They launched with Sessions of Return, their first public activity, which was held in the parking lot of the Franklin Factory, a hub for creatives in Santiago, on Saturday, November 11. The organizers split the twelve-hour concert into three sections, each named after a Palestinian city: Nablus, Jericho, and Gaza. People chipped in, either by buying tickets or donating. They raised almost six million Chilean pesos (nearly $6,800 USD), to be sent to Gaza through Medical Aid for Palestinians (MAP), an NGO that advocates for the health of Palestinians.
In a Santiago café, I met with photographer Mila Belén and Marian Gidi, a visual artist and photographer, who told me how Palestine became part of their lives. Both women traveled to Palestine with the Know Thy Heritage program to learn about their roots and connect to the culture. Belen went in 2014 and Gidi in 2017. Both told me that the experience was a turning point in their lives.
Belén and Gidi are the founders of Al Auda and see themselves as outsiders in the larger Palestinian community in Chile. They did not grow up in a traditional Palestinian environment or go to an Arabic school. They didn’t spend their weekends at the Palestinian Stadium, an exclusive social club located in an affluent part of Chile’s capital. Instead, their bond was forged through food, a connection that is silently passed from generation to generation without preamble, through dishes that contain the history, feelings, and traditions that live in their recipes.
Like me, they made a choice to connect with Palestine. It was driven by curiosity and empathy, a natural outcome of their interest in human rights. Arab displacement links so many issues, just like in Latin America, where history is traversed by colonialism, which Indigenous peoples of this continent understand so well, including in Wallmapu, the Mapuche territory that pre-dates Chile.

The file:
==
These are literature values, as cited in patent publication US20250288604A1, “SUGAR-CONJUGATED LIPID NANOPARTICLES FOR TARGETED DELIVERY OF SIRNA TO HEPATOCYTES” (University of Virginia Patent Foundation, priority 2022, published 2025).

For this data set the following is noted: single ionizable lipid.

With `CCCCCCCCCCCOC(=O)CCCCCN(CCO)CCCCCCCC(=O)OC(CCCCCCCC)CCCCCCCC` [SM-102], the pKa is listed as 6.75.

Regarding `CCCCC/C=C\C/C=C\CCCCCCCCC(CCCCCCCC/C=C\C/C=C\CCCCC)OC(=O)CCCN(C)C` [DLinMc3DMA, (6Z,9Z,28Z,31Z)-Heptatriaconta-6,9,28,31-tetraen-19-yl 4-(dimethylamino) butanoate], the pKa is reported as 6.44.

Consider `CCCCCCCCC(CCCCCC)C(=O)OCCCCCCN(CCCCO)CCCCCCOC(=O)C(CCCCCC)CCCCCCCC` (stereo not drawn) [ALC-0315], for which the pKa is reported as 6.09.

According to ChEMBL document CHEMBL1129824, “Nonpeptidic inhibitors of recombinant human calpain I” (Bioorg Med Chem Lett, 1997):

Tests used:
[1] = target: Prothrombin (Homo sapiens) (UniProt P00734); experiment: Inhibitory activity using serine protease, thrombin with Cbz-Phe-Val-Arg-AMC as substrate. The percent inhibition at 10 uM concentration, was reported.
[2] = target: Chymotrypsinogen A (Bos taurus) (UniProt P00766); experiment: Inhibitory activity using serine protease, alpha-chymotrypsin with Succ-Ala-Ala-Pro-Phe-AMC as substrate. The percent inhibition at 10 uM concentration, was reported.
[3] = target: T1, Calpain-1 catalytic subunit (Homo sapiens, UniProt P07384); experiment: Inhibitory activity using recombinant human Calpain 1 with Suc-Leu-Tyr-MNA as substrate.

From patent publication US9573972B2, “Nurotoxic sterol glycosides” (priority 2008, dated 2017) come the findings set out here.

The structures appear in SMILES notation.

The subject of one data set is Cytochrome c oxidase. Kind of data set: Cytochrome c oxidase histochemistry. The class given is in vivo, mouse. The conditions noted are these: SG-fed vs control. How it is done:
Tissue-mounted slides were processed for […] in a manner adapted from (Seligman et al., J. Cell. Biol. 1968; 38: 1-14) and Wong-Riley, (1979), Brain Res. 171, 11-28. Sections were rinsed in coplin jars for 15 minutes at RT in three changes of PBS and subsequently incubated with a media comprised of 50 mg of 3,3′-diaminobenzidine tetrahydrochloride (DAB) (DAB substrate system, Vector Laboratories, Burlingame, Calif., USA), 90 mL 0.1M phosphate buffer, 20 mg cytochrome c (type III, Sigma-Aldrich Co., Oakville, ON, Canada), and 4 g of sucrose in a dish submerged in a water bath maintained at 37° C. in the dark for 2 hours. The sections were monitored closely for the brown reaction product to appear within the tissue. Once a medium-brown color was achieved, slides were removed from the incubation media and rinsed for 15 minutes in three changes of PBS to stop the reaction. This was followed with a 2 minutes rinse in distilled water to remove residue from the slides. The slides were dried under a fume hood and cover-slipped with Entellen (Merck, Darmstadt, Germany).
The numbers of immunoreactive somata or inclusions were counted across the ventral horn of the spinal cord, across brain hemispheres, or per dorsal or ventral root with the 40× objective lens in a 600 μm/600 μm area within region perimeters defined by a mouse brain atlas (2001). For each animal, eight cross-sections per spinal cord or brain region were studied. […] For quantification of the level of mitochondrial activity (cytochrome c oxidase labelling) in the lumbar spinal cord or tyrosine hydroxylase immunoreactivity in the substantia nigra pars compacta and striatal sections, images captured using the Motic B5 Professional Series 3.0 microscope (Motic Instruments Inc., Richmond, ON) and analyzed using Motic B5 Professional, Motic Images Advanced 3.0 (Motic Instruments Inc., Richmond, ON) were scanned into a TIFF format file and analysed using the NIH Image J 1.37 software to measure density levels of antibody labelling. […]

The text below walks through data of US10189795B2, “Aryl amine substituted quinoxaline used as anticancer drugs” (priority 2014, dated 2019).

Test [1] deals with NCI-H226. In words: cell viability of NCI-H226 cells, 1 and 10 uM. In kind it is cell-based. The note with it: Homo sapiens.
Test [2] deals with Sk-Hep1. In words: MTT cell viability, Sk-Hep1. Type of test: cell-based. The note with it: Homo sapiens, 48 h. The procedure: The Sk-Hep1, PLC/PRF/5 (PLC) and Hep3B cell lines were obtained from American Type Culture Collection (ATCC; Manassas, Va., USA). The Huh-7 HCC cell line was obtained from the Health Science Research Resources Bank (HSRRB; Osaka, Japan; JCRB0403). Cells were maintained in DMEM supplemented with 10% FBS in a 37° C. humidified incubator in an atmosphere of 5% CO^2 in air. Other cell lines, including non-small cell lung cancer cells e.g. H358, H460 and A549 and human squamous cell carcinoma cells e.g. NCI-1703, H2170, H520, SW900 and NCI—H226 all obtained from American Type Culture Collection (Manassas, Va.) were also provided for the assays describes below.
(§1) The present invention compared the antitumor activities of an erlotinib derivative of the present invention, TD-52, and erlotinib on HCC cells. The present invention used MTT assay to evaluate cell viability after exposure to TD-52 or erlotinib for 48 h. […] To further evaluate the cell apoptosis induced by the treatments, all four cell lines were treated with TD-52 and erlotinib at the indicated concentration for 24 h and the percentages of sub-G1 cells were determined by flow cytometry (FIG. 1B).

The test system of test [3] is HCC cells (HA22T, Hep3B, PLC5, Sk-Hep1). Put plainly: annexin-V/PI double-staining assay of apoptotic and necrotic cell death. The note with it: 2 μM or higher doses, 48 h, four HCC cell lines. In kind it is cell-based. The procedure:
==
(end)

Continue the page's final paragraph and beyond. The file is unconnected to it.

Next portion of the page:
“Even if I wasn’t of Palestinian descent, I would still defend the Palestinian cause,” said Belén. Her intuition is reflected in the work of Chilean-Palestinian author Lina Meruane.
“Palestine, for me, has always been a rumor circulating in the background, a story to which one turns to save a shared origin from extinction,” Meruane writes in her book, Volverse Palestina (Becoming Palestine). “It would not be a return of my own. It would be a borrowed return, a return in someone else’s place.”
I recognize myself in these words and see a process that is repeated and amplified. Third and fourth generation Chilean women of Palestinian origin envision a potential future return and then confirm what they already suspected: the situation is worse than imagined.
But there is another dimension. There is joy in spite of it all. The effusiveness of the Palestinian streets, the shared sense of humor, and the will to be happy despite living with just enough, and without justice, in refugee camps that swell and then disappear over and over again.